Orlando Figes caught in ‘poison pen reviews’ row

Apr 19, 2010
Jack Bremer

Anonymous online critic is unmasked after books on Russia receive savage reviews

It is well known that authors use pseudonyms to post glowing 'customer reviews' of their own books on Amazon, in an effort to push their works up the bestseller list. But the practice has been given a new twist by the emerging scandal involving the historian Orlando Figes and his wife, Stephanie Palmer, a barrister and lecturer at Cambridge University.

The scandal came to light after the writer Rachel Polonsky went online to see how her her latest book, Molotov's Magic Lantern, subtitled 'A Journey in Russian History', was doing. She had received favourable press reviews and an average four-and-a-half stars out of five from Amazon customers.

But she discovered that someone calling themselves 'Historian' had suddenly posted a bruising review. "This is the sort of book that makes you wonder why it was ever published," it read. "Her writing is so dense and pretentious, itself so tangled in literary allusions, that it is hard to follow or enjoy."

Upset - and puzzled - Polonsky began looking for other reviews by 'Historian' and quickly realised she wasn't the only 'Russianist' to be receiving harsh treatment. Professor Bob Service, a fellow of St Antony's College, Oxford, had been criticised by 'Historian' for his biographies of Trotsky and Stalin. The first was "unconvincing" and the second "curiously dull", said the anonymous critic.

When Polonsky discovered that the 'Historian' tag was being used by someone who had generated a profile under the name 'Orlando-Birkbeck', it became clear who the culprit must surely be - Professor Orlando Figes, who teaches history at Birkbeck College, London.

Just to confirm her suspicion, Polonsky looked to see whether 'Historian' had anything to say on Amazon about Figes's recent work, The Whisperers. Sure enough, 'Historian' could barely contain his or her enthusiasm for the book. Not only was it "beautiful and necessary" but it told us "more about the Soviet system than any other books I know - Figes visits their ordeals with enormous compassion, and he brings their history to life with his superb story-telling skills. I hope he writes forever."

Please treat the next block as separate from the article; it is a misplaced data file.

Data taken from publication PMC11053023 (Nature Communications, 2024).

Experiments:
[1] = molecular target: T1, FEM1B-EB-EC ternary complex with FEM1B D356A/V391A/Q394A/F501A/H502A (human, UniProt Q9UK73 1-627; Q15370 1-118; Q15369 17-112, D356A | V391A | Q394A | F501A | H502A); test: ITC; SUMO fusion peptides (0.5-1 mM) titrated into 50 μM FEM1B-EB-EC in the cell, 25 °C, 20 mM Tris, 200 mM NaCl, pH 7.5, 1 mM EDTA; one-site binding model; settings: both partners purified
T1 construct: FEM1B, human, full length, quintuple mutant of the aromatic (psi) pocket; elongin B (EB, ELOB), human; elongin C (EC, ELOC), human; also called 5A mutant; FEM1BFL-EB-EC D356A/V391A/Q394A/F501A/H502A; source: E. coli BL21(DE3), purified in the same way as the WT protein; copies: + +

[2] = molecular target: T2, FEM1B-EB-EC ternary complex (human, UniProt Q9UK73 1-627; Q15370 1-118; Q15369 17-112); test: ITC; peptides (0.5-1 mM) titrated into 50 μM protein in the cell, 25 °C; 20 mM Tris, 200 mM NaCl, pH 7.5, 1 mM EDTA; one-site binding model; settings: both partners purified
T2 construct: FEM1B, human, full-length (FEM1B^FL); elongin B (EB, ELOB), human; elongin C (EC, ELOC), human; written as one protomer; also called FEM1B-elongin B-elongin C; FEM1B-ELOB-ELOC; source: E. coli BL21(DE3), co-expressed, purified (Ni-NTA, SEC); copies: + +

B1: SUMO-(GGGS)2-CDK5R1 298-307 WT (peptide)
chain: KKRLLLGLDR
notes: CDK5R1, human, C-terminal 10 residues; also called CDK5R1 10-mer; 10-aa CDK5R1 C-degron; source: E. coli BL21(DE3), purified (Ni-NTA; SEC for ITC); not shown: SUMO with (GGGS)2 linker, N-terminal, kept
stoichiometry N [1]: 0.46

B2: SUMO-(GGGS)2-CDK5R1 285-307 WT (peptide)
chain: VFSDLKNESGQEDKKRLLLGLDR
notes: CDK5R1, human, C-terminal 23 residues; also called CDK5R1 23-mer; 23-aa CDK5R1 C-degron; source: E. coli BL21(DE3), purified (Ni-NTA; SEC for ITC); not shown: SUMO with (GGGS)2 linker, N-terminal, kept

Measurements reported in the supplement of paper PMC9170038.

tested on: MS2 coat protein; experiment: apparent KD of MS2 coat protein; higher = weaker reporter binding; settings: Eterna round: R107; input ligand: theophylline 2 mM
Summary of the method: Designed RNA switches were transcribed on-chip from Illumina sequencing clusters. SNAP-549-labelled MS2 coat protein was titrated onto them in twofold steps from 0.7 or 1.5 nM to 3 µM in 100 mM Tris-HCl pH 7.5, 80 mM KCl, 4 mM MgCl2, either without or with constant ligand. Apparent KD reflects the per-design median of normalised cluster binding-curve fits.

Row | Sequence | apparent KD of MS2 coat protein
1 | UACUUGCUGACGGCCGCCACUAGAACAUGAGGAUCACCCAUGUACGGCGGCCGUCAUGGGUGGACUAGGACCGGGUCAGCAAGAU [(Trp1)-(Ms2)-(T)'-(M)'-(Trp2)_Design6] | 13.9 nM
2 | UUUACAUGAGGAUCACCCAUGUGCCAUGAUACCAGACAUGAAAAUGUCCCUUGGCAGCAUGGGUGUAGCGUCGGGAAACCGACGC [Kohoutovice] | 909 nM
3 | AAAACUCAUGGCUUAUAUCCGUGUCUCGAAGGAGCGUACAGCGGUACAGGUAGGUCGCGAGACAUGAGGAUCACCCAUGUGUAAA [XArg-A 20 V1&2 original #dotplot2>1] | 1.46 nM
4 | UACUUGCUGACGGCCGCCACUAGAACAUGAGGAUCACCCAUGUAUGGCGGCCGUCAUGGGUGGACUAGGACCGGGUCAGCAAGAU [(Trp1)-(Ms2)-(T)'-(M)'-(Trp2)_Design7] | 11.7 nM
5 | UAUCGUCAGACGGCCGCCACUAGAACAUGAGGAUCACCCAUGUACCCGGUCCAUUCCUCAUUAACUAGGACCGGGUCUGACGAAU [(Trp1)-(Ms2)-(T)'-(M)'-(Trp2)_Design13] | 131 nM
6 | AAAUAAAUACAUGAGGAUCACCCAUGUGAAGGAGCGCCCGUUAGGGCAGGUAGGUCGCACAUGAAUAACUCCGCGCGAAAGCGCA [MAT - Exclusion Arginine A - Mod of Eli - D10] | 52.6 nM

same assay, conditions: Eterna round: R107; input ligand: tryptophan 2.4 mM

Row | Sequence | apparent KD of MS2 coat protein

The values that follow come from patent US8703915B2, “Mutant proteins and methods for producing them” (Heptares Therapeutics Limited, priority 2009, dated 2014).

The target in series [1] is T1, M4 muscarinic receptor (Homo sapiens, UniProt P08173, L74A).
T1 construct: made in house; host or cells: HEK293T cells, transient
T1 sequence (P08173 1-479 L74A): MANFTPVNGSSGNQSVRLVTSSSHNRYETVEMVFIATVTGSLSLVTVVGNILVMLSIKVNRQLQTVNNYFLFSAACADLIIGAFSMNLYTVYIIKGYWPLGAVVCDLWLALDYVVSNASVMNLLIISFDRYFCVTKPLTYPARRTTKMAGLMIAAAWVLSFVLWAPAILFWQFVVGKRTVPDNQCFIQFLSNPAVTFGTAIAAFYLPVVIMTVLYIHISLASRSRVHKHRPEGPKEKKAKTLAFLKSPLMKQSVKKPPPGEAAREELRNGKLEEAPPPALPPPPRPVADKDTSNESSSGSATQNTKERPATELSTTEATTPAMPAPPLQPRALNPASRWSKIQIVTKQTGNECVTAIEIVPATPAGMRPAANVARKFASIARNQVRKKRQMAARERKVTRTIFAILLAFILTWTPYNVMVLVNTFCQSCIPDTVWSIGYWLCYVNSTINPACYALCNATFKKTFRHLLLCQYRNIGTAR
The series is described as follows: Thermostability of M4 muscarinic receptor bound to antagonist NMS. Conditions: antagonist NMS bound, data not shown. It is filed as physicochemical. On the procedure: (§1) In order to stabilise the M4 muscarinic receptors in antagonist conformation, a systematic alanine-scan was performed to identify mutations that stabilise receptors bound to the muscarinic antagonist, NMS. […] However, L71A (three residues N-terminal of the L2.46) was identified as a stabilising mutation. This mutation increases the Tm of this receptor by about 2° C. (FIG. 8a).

Polonsky's apparent discovery of her tormentor's identity made perfect sense because in 2002 she had reviewed Figes's book about Russian culture, Natasha's Dance, for the Times Literary Supplement and had criticised it for "pastiche writing" and for inaccuracies. This had led to a row between the two writers which, as far as Polonsky could see, must have festered over the intervening eight years.

However, when Figes was confronted last week with Polonsky's evidence, he claimed the savage reviews had nothing to with him. His solicitor said they must have been written as part of a plot to discredit Figes. He threatened to sue anyone who suggested Figes was to blame.

Then, on Friday evening, the scandal unraveled. Figes's solicitor issued a statement admitting that the 'Historian' reviews had been written by Figes's wife, Stephanie Palmer. "My client's wife wrote the reviews. My client has only just found out about this, this evening. Both he and his wife are taking steps to make the position clear."

Rachel Polonsky remains upset and told the Mail on Sunday that she is considering her options, including a law suit. "It seems extraordinary," she said, "that a member of the Bar should confess to being a malicious hoaxer, as well as an expert in Russian history in her spare time."

Not only Russian history, it transpires. 'Historian' also had a go at The Suspicions of Mr Whicher by Kate Summerscale, the story of a real-life country house murder in the 19th century which won the Samuel Johnson prize for non-fiction.

'Historian' posted this comment on Amazon: "Oh dear, what on earth were the judges thinking?... The book is not nearly as good as its many plaudits in the press and book prize judges think."

Needless to say, Mrs Figes had a good reason for writing the damning review: her husband had been short-listed for the £30,000 award.

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